BLOOMINGTON, Minn. -- Michele Tafoya was a 28-year-old sports talk radio host in the heart of college basketball country, embarking on a long-desired vocation in an unforgiving field when she felt her first career boost from a bold on-air prediction.
Cal will beat Duke.
That's what Tafoya told her listeners that defining March day in 1993 on WAQS-AM in Charlotte, North Carolina, a place with an abundance of ardent NCAA Tournament followers and, naturally, self-appointed experts.
The Blue Devils were the two-time defending national champions and an established power from a haven state of hoops.
The Golden Bears, despite the presence of star point guard Jason Kidd and a no-slouch No. 6 seed in the Midwest Region, had no such pedigree. They also happened to be the team from Tafoya's alma mater, prompting predictable howls of foolish bias.
Well, guess who won that second-round game?
Cal 82, Duke 77, was the final score. Apologies were the star of the show the following day.
"I give the fans credit. They all called in. The phones were lit for hours. Everybody was saying, 'We're sorry we doubted you. Clearly, you knew what you were talking about. You weren't picking with your heart,'" Tafoya said. "My stature as a person with some knowledge shot up that day in a 24-hour period."
Making sure she knows what she's talking about has been the driving force behind Tafoya's rise to sideline reporter for the NFL's showcase Sunday night games on NBC .
She'll work her fourth Super Bowl on Sunday in Minnesota, where this Southern California native first moved in 1994 for a job with KFAN-AM as a sports talk host and Vikings sideline reporter.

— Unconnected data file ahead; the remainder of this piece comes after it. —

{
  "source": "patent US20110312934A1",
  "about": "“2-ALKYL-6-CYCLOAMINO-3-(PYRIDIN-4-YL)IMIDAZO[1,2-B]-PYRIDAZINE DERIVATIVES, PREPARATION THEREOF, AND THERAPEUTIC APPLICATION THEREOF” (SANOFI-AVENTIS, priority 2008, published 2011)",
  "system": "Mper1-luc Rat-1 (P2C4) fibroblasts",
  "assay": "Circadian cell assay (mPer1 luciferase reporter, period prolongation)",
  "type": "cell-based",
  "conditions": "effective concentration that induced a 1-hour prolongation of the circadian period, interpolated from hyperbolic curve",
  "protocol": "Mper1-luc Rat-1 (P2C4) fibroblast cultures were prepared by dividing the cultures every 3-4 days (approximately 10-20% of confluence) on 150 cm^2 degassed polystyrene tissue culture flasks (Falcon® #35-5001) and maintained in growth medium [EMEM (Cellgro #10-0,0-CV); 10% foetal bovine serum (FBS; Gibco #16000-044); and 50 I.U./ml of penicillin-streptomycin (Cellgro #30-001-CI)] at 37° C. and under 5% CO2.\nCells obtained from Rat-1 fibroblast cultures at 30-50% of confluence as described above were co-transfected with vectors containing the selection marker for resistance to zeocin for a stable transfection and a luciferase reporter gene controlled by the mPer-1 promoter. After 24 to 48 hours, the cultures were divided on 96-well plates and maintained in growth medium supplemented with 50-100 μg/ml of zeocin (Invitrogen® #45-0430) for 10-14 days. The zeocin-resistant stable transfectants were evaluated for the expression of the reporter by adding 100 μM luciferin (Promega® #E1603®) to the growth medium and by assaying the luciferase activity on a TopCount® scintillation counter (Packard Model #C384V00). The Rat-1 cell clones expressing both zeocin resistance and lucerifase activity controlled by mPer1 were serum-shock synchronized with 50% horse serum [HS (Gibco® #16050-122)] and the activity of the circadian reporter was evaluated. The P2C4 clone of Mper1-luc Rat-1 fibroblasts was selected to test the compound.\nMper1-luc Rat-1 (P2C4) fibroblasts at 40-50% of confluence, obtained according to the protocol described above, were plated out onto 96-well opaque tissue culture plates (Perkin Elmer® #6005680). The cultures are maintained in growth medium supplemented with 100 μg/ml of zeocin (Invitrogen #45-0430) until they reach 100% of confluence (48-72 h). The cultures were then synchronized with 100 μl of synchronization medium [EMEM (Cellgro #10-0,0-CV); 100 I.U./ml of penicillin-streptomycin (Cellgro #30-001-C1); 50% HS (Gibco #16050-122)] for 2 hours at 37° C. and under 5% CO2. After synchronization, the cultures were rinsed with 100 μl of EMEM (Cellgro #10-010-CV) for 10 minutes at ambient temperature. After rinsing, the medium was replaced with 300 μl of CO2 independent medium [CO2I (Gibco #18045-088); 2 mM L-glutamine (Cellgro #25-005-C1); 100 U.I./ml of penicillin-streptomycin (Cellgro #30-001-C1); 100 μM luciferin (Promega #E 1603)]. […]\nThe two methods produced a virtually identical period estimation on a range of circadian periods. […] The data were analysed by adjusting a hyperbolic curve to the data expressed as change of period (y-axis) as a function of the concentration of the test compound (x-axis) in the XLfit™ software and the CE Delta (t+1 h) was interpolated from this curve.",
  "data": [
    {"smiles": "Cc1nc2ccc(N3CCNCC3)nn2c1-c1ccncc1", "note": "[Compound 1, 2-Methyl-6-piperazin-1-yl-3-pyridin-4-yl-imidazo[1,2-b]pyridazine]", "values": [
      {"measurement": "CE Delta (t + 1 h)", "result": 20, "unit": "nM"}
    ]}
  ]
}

She continues to call the Twin Cities area home , with her husband, Mark, 12-year-old son, Tyler, and 9-year-old daughter, Olivia.
"She usually knows more than what's going on more than we do, because she talks with so many different players through the course of the week," NBC analyst Cris Collinsworth said.
"You can tell the respect level that the players have and the coaches have for her. It's a difficult job."
Asking questions of coaches and players in real time on the field amid the intense NFL atmosphere with millions of viewers critiquing word choice, speaking style and wardrobe is a daunting assignment.
As is working in the professional sports environment as a woman, a glass ceiling that Tafoya has helped smash with predecessors such as Lesley Visser and contemporaries such as Suzy Kolber.
"I don't think I have to fight it anymore. I've been doing this long enough. I'm old now," Tafoya said Wednesday at the Mall of America, the media headquarters for Super Bowl week.
"You do this long enough, and people start to trust you. It was tough for quite a while the first few years, but that's why I always felt like I had to prepare like crazy."
Tafoya has been doing promotional work for Secret deodorant, with a campaign spotlighting women in the football world who've overcome the catcalls, prejudice and machismo to stand out in the field.
"I've never been one of those 'I am woman, hear me roar' kind of people. I'm more about being a professional. I'm going to do my job. I'm going to do it to the best of my ability," she said. "I don't care if you're a man or a woman."
With NBA finals and Olympic Games also standing out on her football-centric resume, Tafoya has been nominated six times for a Sports Emmy award. Her proudest moment, she said, actually came when the sports part of her reporter responsibilities was sidelined by a health emergency when then-Houston Texans head coach Gary Kubiak suffered a mini-stroke at halftime of a game in 2013 .
Tafoya was interviewing Indianapolis Colts coach Jim Caldwell at the time, trying to ignore the shouts of her producer in her earpiece. Once finished and informed of Kubiak's collapse, she sprinted across the field to try to see what was going on and fill in the concerned viewers.
"I was a journalist covering an emergency situation, and it was the story of the week, and we covered it really, really well," Tafoya said, "all of us as a team."
The NBC crew wouldn't have it any other way.
"I don't think a lot of people understand and say, 'What do you need sideline reporters for?'" said play by play announcer Al Michaels.
"She can get information to us that we can't get. She sees things. She understands the game as well as anybody, and for my money she's as good as any reporter as there is in the country."
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